I happened to talk with someone who had worked at a major credit card company known for their subprime cards which never grow with you as their first job out of college yesterday. They told me as we made cracks about the company how the legal department there in drafting the terms of the cardmember agreement deliberately tried to make it as confusing as possible for the "target" group they aimed at, elderly hispanics. I was like well your first mistake was assuming people even read those damn things most don't. But we both agreed that was pretty shoddy and that's what prompted the "I gotta get out of here" response. I guess all is well that ends well there, but anyway if you find that legalise confusing, it may be because it's MEANT to be confusing.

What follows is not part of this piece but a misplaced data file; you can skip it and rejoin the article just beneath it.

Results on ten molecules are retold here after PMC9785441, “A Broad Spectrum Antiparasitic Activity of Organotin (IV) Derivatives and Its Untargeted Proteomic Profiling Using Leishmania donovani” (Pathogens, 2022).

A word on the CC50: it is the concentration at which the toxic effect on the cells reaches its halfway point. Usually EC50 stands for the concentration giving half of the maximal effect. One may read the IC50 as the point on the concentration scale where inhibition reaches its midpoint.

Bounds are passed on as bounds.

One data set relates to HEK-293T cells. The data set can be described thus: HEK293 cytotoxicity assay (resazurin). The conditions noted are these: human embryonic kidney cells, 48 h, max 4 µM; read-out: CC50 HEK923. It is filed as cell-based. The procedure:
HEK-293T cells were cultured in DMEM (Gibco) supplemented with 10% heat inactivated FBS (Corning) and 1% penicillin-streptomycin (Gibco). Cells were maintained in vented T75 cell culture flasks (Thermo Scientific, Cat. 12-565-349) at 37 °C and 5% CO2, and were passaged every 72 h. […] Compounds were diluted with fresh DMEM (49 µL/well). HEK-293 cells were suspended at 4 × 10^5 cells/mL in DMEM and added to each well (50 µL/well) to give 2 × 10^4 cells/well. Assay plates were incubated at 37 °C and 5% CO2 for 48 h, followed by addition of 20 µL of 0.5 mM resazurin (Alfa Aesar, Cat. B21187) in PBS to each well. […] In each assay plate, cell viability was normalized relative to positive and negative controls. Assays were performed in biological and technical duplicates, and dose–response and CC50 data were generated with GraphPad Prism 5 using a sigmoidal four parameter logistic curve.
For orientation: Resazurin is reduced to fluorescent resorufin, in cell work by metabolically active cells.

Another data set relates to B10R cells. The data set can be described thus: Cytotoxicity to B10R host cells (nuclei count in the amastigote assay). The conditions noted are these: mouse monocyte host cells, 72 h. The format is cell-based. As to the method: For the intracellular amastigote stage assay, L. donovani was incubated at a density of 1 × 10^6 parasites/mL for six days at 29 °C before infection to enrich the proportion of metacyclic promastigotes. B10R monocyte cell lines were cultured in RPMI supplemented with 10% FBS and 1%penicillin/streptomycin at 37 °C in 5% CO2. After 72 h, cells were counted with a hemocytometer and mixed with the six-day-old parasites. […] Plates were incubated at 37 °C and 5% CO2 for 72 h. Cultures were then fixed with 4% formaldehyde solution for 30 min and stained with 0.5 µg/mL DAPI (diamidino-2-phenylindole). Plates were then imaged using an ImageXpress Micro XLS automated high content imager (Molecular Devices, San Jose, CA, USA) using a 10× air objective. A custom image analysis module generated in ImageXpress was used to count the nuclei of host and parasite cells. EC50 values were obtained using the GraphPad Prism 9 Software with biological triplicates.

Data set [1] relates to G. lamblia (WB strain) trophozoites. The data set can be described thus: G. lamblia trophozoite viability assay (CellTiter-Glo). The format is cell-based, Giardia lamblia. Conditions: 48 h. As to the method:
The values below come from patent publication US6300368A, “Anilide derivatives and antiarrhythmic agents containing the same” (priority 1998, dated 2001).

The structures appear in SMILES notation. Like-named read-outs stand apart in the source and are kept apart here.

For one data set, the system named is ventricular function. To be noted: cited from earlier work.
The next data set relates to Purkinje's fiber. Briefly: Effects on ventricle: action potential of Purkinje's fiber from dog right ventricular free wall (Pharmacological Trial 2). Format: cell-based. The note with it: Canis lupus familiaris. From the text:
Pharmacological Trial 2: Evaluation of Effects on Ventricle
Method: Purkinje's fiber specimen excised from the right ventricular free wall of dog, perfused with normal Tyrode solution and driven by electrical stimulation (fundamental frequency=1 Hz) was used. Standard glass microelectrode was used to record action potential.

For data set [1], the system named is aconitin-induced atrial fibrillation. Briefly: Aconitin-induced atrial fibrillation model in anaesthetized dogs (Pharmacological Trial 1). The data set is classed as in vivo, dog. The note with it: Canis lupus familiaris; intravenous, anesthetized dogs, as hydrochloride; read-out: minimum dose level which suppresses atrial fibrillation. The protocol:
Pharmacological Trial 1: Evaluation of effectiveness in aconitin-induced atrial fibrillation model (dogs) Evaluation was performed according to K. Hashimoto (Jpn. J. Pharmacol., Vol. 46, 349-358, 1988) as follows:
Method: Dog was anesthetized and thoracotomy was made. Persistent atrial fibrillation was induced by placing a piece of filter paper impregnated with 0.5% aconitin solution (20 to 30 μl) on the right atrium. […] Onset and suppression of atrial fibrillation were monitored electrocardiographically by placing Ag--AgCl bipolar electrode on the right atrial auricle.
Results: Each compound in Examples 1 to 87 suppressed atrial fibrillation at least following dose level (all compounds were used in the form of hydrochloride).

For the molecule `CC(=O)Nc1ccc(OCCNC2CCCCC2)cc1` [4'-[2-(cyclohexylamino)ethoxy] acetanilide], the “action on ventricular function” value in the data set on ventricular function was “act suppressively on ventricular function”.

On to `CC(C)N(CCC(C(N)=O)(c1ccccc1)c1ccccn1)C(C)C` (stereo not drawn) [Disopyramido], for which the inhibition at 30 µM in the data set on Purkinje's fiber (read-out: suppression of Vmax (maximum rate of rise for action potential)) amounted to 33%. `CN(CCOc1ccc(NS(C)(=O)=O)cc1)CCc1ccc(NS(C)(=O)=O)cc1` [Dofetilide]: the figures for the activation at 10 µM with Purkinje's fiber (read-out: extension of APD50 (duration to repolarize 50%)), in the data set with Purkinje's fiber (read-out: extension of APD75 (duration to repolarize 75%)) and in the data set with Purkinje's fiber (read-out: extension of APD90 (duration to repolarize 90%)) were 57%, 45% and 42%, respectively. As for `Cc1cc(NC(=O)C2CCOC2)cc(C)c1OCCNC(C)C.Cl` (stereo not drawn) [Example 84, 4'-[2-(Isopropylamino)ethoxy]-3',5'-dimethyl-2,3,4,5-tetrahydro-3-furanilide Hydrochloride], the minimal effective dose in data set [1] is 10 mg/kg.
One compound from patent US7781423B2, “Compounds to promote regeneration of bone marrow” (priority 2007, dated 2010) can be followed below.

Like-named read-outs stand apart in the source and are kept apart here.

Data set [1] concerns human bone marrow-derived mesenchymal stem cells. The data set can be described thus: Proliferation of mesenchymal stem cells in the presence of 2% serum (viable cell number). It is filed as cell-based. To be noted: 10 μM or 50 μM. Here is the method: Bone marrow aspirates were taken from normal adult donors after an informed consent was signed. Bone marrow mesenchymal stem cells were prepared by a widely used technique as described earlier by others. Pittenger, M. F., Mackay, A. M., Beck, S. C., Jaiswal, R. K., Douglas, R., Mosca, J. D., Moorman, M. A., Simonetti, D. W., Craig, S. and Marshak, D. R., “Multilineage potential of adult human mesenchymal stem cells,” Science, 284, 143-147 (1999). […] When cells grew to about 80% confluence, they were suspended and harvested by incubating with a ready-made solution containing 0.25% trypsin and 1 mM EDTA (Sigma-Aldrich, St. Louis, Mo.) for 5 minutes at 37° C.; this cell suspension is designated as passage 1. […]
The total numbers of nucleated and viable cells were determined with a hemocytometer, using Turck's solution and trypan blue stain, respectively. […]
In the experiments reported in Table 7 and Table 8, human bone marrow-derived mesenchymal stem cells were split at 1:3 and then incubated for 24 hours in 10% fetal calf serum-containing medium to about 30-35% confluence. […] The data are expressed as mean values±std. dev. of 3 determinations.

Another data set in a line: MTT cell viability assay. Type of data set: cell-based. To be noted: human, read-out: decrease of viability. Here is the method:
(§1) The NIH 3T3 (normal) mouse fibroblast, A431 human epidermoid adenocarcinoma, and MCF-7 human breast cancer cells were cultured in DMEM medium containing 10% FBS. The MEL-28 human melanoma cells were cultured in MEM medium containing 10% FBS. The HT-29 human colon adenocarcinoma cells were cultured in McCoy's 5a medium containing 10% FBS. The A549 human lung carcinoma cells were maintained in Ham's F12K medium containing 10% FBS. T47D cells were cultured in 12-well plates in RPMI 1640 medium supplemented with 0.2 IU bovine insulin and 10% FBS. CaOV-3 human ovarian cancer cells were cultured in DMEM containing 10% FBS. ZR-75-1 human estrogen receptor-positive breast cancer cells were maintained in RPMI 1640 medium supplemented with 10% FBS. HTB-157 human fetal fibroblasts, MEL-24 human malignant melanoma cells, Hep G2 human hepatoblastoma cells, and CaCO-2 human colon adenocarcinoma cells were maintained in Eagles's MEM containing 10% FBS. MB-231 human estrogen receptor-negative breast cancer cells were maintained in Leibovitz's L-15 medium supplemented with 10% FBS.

I don't doubt that there are situations in which a lawyer would write specifically to confuse the reader.
However, there is a reason legal writing is a bit more obtuse than normal conversational language. Our words have bigger consequences which makes it more important for us to use the correct word and structure sentences correctly. There are US Supreme Court cases that hinge on the placement of a single comma.
Obviously legal writing must be unambiguous and very technical. But I agree that sometimes documents are written specifically to confuse. That is exactly why some states have adopted "plain language" statutes.that require contracts to be written so that they can be understood by nonlawyers. In some situations courts will not enforce contracts if they are not easily understood by the parties. So if the target group is uneducated poor people sometimes a contract won't be enforced if it is written above, say, the 5th grade level. Unfortunately not all jurisdictions require that.
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